In 2014, it had only about 18 people per 100 using the Internet (World Bank Data).
China on the other hand has a very weak press freedom index, resulting in its overall low performance on access to ICT.
Apart from the digital divide existing between countries, there also exists a gap in adoption of digital technologyacross different demographic groups within the country.
Increasing access to ICT
To be able to promote greater social progress in the world, it is imperative to increase access to information and communication technology universally.
With the world presently scoring 62.99 on a scale of 100 in access to ICT, higher overall social progress could be achieved by overcoming the digital divides that exist between the countries regardless of their level of economic progress.
One of the ways to bring about greater penetration of digital technology in society is to make it more affordable.
This could be realised through support from multilateral organisations to the underperforming countries by helping them build their communication infrastructure.
Promoting greater market competition in Internet provision
Encouraging public-private partnerships in building ICT infrastructure could increase the affordability of digital technology and thereby improve access to it.
Further, digital divides could be bridged to an extent by bringing greater awareness among citizens about the use of digital technology which could help in reducing information inequality in society.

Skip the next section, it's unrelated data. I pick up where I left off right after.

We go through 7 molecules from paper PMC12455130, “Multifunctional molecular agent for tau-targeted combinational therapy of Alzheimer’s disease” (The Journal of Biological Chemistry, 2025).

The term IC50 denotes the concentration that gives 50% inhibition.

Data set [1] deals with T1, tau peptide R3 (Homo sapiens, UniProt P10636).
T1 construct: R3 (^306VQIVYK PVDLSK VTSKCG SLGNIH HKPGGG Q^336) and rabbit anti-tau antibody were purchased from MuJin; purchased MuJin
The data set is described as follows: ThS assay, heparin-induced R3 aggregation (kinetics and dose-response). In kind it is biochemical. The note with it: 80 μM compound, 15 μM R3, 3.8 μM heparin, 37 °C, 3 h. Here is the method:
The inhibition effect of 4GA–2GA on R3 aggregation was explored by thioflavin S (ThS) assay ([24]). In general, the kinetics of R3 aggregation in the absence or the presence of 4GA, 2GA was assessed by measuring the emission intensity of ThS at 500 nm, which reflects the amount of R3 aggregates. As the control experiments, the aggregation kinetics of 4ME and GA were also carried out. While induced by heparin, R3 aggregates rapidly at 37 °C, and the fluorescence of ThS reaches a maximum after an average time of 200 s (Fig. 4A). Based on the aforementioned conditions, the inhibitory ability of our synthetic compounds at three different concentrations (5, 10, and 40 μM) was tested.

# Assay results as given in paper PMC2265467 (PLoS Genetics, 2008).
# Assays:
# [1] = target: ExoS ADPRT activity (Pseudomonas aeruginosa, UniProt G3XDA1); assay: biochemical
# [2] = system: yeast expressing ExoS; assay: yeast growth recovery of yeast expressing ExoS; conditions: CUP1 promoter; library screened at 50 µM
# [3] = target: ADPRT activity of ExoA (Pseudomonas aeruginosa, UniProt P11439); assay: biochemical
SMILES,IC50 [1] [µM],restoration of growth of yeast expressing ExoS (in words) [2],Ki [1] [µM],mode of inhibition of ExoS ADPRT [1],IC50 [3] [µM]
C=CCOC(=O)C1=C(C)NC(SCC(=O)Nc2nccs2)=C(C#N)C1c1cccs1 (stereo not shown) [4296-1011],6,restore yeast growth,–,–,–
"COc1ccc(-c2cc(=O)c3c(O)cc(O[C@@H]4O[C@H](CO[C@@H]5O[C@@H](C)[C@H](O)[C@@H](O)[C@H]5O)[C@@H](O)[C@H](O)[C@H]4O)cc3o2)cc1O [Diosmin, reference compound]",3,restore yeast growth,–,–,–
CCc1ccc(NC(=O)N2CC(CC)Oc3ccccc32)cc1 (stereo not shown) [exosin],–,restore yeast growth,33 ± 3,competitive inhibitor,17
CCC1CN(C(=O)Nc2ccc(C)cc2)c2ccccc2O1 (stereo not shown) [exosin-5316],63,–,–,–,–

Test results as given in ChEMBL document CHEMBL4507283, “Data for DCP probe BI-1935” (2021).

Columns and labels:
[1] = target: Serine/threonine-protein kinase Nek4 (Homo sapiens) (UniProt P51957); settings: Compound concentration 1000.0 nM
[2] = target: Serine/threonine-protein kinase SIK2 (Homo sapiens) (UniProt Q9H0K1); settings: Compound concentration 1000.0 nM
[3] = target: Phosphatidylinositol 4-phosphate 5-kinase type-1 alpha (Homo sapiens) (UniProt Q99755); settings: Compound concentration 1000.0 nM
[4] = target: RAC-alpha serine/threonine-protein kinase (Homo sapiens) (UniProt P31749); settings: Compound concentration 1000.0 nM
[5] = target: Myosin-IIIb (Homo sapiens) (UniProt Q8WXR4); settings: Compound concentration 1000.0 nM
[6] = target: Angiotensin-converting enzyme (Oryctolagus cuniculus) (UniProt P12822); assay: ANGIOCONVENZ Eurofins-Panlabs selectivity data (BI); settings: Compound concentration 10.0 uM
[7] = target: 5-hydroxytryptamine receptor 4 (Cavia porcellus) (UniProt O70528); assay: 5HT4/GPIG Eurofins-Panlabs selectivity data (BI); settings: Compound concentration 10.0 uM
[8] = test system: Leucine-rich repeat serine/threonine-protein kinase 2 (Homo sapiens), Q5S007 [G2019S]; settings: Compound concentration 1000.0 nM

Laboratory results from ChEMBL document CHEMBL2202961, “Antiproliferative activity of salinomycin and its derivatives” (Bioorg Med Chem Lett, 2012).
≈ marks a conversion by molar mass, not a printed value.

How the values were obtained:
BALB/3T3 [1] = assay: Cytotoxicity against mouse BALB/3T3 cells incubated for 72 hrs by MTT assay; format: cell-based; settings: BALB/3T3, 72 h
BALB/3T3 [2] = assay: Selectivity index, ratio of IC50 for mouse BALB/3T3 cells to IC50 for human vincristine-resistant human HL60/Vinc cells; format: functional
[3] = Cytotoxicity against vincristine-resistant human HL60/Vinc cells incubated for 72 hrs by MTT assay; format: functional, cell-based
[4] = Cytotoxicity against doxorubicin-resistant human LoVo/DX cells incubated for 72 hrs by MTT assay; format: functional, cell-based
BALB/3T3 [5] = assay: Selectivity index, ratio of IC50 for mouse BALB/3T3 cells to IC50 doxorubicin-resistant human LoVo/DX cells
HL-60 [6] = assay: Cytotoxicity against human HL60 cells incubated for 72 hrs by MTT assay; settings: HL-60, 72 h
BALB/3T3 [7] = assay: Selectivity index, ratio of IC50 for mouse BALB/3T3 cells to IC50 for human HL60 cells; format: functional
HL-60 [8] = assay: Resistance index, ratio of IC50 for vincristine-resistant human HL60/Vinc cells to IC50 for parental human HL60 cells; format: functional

It is also essential to build up the corresponding human capital necessary for making optimal use of the technology.
ICT proves to play a fundamental role in the improvement of education, the battle against climate change and even the progress on gender equality. Therefore, the significant digital divides need to be addressed through strengthened enabling policy environments and international cooperation to improve affordability, access, education, capacity-building, multilingualism, cultural preservation, investment and appropriate financing.
Connecting the dots:
India is among the underperformers on access to Information and Communications Technology. Highlight the causes for this underperformance and also discuss why there exists a gap in adoption of digital technology across different demographic groups?
Why are science, technology and innovation essential for the achievement of the economic and social development of our country?
Highlight the importance of Information and Communications Technology to India and also suggest strategies to increase its access to ICT.